Severe Weather Awareness Week to prepare citizens for major disasters

Friday, March 2, 2018

According to the National Weather Service, Missouri experienced 83 tornadoes – with one death and 32 injuries – in 2017.

In an effort to help citizens prepare for the upcoming storm season, the Marshall Fire Department will be observing Severe Weather Awareness week from Sunday, March 4, through Saturday, March 10.

Saline County Emergency Management Director and MFD Fire Chief Tony Day said Saline County could have its first round of severe weather any day now.

“Spring is coming,” he said. “And with spring and the weather changes, severe weather comes.”

Storm siren tests in Marshall will start next week, Wednesday, March 7 – weather permitting – at 1:30 p.m.

“The storm warnings are outdoor warning sirens,” Day explained. “They’re not to be heard inside. If they are, it’s a bonus.”

Day said the best thing to do if you are inside during severe weather is to listen to the radio or monitor the weather on TV or the Internet.

“The citizens of Marshall and Saline County have to understand that they have to take responsibility for themselves,” he said. “I can set warnings off all day long, but if they are not prepared – and do not take shelter – the only thing i can do is pick up the pieces after the storm.”

It is important to have a shelter in mind ahead of time, as well as supplies, such as water, food and a cellphone. If a major disaster happens, there are fewer than 100 responders in Saline County – including firefighters, police officers, ambulance personnel, county deputies and state troopers.

“You may be three days before you can get help,” Day explained. “You may not be able to get an ambulance for three days if we get a major disaster. You have to be prepared.”

He explained that if there is a tornado warning – if one of their first responders see it – or if there is a radar indicated storm – whether anyone sees it or not – he sets the sirens off.

“Most of these things happen just after dark,” he said. “You cannot see those things, unless you are lucky enough to see it hit a power line. A lot of it relies on radar. I will set it off even if no one has seen it.”

According to Day, the MFD will not use an “all clear” siren.

“I get some people that don’t understand why,” he explained. “What has happened in the past … is the storm sirens are set off, and then that storm passes, but another one is coming right behind it … and we set them off again. People think that’s the all clear. People go outside, people get hurt.”

In today’s age, people can listen to the radio or monitor the storms on TV or the Internet, to find out if the storm has passed, and if it is clear to move from shelter.

Day said after a storm has passed, it’s important to stay in your shelter for at least an additional 30 minutes.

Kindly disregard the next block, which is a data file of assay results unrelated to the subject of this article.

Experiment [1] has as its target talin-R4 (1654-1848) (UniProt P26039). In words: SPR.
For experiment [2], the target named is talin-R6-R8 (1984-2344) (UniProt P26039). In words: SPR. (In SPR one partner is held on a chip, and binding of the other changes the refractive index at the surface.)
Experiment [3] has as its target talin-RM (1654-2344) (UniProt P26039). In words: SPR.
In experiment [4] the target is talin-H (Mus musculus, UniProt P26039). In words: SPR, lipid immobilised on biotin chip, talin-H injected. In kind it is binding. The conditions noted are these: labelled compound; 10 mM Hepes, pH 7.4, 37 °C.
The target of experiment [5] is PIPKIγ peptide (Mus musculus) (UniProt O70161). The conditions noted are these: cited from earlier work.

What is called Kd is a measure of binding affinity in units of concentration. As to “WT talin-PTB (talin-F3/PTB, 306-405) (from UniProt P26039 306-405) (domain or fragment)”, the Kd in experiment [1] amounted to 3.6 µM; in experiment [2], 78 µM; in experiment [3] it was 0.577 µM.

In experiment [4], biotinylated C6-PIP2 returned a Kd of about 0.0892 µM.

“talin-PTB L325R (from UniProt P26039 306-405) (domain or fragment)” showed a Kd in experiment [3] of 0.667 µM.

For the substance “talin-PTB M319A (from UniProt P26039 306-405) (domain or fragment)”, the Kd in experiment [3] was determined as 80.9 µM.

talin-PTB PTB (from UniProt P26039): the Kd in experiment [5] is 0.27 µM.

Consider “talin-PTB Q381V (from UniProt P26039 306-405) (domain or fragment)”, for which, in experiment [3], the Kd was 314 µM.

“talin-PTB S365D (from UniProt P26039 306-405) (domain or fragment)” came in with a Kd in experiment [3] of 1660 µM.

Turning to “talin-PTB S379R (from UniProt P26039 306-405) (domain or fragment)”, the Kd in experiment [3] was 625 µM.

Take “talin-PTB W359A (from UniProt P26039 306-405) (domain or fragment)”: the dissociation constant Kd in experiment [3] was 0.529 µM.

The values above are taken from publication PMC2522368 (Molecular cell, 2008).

“There’s a lot of hazards out there,” he said. “Power lines are down, you could have damaged vehicles leaking fuel, broken glass, trees down. People have a tendency to want to go out and see the damage, but actually most of the injuries from a major storm happen afterward.”

During severe weather, tornadoes are not the only thing known to wreak havoc. High winds, lightning and flash floods can cause problems of their own.

“High winds – 70 mph winds – will set the sirens off,” Day noted. “That is hurricane force winds. Those can cause a lot of damage … because you can have a swath of wind 40 miles wide, that’s going 70 mph. Tornadoes are generally football fields … wide, and cause a lot of damage intense. But if you have a 40 mile wide area of 70 mph winds, it can devastate a whole town.”

Day said lightning causes more injuries than tornadoes and car wrecks, and is very dangerous.

“It’s a present danger,” he said. “People don’t really understand how far away you can be from a storm. You can be five miles away and still get struck by lightning. If you can see it, you can get struck by it.”

Flash floods are a common problem during storm season, and Day said it’s important to use caution when driving.

“Most people understand where they live at, where the roads get flooded, but they tend to drive through it anyway, because they are used to it. But, flash floods are really dangerous, especially in the low water crossings,” he said. “Even in Marshall there are four or five places, if we get four inches of rain in a half an hour, it will flood.”

Day said because it’s getting closer to spring, severe weather is expected to hit anytime.

“I just want the citizens of Saline County and Marshall to be prepared and ready for this,” he explained. “It shouldn’t be a surprise – we all live in Missouri – we’ve been here for a while, we understand it, but we become complacent.”

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